For many older style Queenslander homes, there is often the need to replace some or all of the stumps due to weathering and decay over time. If you have bought a house such as this, you may find that some of the stumps have already been replaced, so it makes sense to replace the others to ensure that your foundations are strong for many years to come.
As with any restumping work, this work needs to be carried out by a professional because there is a lot that can go wrong if it is not done properly. Black and White Houseraising and Restumping is a trusted company for stump replacement for the Brisbane, Sunshine and Gold Coast areas.
How is it Done?
The first step is to assess the stumps that are there already and ascertain which ones need replacing. This can be done by checking the stumps themselves and making sure that the floors are level. Uneven floors are one of the first indications that your stumps need replacing, as well as cracks in the walls, or ceiling areas. You can assess your stumps yourself by digging around 10cm next to the stump and scratching the base of it. If the wood gives easily it means that it is a weak stump and needs to be replaced before it affects the structural integrity of your home.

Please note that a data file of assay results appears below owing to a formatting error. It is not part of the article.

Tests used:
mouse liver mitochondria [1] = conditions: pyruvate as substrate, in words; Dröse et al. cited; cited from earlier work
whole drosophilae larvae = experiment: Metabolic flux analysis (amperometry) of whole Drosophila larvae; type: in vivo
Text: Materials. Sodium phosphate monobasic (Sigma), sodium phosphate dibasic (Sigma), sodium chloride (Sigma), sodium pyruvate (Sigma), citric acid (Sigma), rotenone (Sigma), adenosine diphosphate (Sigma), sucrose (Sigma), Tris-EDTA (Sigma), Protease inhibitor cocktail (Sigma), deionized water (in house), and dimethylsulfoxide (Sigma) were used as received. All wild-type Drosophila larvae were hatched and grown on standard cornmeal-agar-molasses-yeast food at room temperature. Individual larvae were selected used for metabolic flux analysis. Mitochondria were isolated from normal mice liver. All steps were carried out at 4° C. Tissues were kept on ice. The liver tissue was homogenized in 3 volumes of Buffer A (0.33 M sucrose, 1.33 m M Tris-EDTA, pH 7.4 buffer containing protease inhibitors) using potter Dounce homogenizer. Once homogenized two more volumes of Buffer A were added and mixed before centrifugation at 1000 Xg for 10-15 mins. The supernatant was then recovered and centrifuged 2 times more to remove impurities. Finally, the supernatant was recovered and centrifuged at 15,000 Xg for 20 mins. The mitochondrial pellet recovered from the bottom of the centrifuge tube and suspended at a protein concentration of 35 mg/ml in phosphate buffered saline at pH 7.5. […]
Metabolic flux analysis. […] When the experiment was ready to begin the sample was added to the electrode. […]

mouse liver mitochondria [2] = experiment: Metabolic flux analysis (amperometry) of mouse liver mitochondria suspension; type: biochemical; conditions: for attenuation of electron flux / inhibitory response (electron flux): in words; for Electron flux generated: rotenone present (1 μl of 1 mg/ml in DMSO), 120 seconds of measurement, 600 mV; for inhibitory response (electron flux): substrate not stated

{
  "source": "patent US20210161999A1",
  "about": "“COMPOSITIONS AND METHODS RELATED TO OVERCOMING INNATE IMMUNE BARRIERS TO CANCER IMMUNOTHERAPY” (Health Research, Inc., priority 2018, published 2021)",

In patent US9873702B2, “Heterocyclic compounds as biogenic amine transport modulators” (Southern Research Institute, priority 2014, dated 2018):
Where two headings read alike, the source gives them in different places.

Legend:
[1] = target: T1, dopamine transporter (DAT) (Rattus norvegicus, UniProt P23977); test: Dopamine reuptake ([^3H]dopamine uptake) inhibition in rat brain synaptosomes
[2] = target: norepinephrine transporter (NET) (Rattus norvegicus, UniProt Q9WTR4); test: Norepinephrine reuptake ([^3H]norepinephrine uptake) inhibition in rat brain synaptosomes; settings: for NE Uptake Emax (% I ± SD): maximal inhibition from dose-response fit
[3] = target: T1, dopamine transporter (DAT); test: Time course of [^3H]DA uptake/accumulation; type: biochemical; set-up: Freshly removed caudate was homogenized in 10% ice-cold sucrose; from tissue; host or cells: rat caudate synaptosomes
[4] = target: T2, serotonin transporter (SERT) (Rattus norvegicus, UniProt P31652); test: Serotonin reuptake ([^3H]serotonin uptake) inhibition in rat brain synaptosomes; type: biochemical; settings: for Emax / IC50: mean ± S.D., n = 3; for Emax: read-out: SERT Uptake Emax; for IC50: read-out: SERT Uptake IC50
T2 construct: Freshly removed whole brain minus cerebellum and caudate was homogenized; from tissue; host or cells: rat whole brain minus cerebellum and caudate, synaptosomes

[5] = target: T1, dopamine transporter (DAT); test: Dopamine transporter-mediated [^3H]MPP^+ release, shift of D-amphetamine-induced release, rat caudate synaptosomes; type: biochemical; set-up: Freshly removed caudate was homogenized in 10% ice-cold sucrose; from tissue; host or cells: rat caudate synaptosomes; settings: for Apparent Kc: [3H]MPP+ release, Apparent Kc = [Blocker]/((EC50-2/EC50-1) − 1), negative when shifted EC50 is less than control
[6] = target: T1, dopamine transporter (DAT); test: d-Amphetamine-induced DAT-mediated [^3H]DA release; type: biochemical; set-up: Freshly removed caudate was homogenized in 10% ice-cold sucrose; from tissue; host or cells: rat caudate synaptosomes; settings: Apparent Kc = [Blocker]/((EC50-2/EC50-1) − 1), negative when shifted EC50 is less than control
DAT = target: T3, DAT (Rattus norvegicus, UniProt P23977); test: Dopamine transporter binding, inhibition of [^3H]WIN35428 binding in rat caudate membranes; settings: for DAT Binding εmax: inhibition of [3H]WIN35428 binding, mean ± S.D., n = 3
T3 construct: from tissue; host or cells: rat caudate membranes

If you are unsure about whether your stump needs replacing it is best to seek professional advice, so give us a call at Black and White Houseraising and Restumping. Once the stump has been assessed and you know which stump needs replacing, the house is jacked up very slowly and gradually near the stump that needs to be replaced. This allows for access to replace the stump. It is then dug out and replaced with a new stump before the house is lowered back onto it.
What Stump is Best?
There was a time when the majority of stumps were made of hard wood, which is able to withstand weathering and moisture for a long period of time, but termites can be a real problem. These days often people choose to replace them with galvanised steel or concrete stumps which are stronger and can withstand weathering for much longer than wood. They also do not provide food for termites as wood stumps can tend to do if there are any entry points for the termites to get inside and start chewing it away.